Is Yamana Gold Inc Still a Good Deal?

Yamana Gold (NYSE: AUY  ) and Agnico Eagle Mines (NYSE: AEM  ) have put in a $3.9 billion CAD offer for Osisko, outbidding Goldcorp (NYSE: GG  ) . While the deal is not finalized, Osisko hopes that with shareholder approval it will close by June 2014. At the end of the day, Yamana is paying a big price for growth. The deal dilutes both Yamana and Agnico Eagle, making their shareholders pay the price.

The economics of the deal 
Yamana and Agnico Eagle Mines are paying $6,671 per expected ounce of production from Osisko's Canadian Malartic mine, assuming a CAD/USD exchange rate of 0.91 and attributable 2014 production of 266,000 ounces.

Paying $6,671 per ounce is not cheap. The mine will boost Yamana's 2014 production by 19%, but it will dilute its shareholders by a slightly lesser amount. The cash and equity deal means that Yamana will have to issue around $1.15 billion CAD ($1.05 billion USD) in shares, a significant amount for a company with $7.2 billion USD in equity at the start of 2013. The new share issuance works out to be 14.6% of its 2013 equity.

Agnico Eagle Mines is not in a much better position. Just like Yamana, it will give Osisko's shareholders $2.43 CAD of Agnico Eagle Mines' shares per Osisko share. At the end of 2013, Agnico Eagle Mines had total shareholder equity of $3 billion USD, making this deal an even larger portion of its equity.

The long-term outlook
At the end of the day, Osisko's shareholders walk away with big gains while Yamana and Agnico Eagle Mines shareholders are paying a big price. The upside is that Yamana will maintain its status as a low-cost producer. Its new expected 2014 all-in sustaining cash cost (AISC) of $865 per gold equivalent ounce (GEO) is far below the current spot price of around $1,300 per ounce. Yamana's total debt-to-equity ratio of 0.17 is low enough that it has the flexibility to overspend on a mine or two.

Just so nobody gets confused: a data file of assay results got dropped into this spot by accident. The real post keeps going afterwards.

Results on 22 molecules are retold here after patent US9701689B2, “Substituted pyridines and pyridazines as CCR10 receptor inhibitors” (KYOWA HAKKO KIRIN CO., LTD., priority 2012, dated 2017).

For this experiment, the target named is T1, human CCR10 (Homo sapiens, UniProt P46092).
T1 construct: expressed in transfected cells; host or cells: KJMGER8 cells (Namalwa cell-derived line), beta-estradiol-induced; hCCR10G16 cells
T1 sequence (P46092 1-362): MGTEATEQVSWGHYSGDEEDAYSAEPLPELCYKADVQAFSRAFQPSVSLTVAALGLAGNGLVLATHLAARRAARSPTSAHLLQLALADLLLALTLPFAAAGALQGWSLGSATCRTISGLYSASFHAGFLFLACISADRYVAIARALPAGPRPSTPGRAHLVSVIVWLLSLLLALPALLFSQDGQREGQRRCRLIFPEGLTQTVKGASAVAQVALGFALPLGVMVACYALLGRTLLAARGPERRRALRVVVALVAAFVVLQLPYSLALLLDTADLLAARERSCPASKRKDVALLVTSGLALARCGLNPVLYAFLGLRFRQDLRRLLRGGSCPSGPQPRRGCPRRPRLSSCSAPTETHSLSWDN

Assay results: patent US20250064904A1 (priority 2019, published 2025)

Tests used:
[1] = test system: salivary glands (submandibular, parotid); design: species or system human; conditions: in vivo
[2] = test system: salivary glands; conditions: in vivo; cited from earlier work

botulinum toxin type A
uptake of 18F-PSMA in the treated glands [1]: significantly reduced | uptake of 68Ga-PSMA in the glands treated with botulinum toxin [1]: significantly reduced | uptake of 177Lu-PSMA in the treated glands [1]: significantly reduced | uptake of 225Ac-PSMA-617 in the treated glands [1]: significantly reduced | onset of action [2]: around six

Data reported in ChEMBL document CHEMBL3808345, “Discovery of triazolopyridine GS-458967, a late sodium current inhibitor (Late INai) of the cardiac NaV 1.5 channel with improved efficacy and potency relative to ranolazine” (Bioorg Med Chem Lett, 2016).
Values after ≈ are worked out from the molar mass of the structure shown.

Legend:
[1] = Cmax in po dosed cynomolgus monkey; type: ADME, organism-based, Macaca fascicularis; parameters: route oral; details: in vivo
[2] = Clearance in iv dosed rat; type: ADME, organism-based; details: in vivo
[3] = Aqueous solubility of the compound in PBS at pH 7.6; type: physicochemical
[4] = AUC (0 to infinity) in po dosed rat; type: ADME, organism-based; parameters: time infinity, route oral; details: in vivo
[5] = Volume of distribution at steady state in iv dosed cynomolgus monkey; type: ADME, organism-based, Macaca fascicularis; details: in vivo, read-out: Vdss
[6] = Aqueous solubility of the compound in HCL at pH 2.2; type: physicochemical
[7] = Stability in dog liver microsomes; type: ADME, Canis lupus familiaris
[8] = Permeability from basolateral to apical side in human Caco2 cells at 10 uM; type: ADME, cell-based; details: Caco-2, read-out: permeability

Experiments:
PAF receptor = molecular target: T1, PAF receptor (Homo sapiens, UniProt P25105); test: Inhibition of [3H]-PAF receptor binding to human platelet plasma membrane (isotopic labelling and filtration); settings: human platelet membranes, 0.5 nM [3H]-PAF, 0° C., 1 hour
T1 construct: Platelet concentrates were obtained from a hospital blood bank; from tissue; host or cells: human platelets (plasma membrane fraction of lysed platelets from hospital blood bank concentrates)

Agnico Eagle Mines' 2013 AISC of $952 per ounce is higher than Yamana's costs, but it's still far enough below spot prices that Agnico Eagle Mines has room to breathe. This acquisition is a big boost to Agnico's growth plans. Back when it filed its 2013 results, it projected that its annual payable gold production would only grow from 1.1 million to around 1.27 million ounces from 2013 to 2016.

Goldcorp can walk away as one of the biggest winners from the Yamana-Agnico-Osisko deal. Goldcorp's shareholders do not face significant dilution, and the company will maintain its low total debt-to-equity ratio of 0.12.

Shareholders are glad that Goldcorp's costs are on a downward track. In 2013, Goldcorp's AISC ended up at $1,031 per ounce, though it expects that by the fourth quarter of 2014 its AISC will end up around $950 per ounce.

Goldcorp is not the only big miner tightening the purse strings. Its bigger competitor Barrick (NYSE: ABX  ) has had a great deal of success cutting costs. After rationalizing production and idling big projects like Pascua Lama, it was able to bring its 2013 AISC down to $915 per ounce. Barrick was also able to push back its debt payments. Now it only has $1 billion due between 2014 and 2017.

The Osisko deal shows that Barrick and Goldcorp face big competition for attractive assets. Both companies can bet on organic growth, but it is too optimistic to assume they can further reduce costs by buying existing low-cost mines at low prices.

The bottom line
Yamana is a good low-cost producer, but assuming that the Osisko deal is approved it will have to issue a big batch of new shares. Agnico Eagle Mines is in a similar situation, though its higher cost structure puts it a step below Yamana. For now, it looks like the best thing to do is hold off investing until the deal has gone through and new shares have been issued. 

Goldcorp's and Barrick's push to bring down costs shows that even big companies can be flexible. The challenge is that both of these miners run huge empires, and the ability of mid-tier miners like Yamana and Agnico Eagle Mines to engage in bidding wars hurts larger miners' ability to replace existing production.

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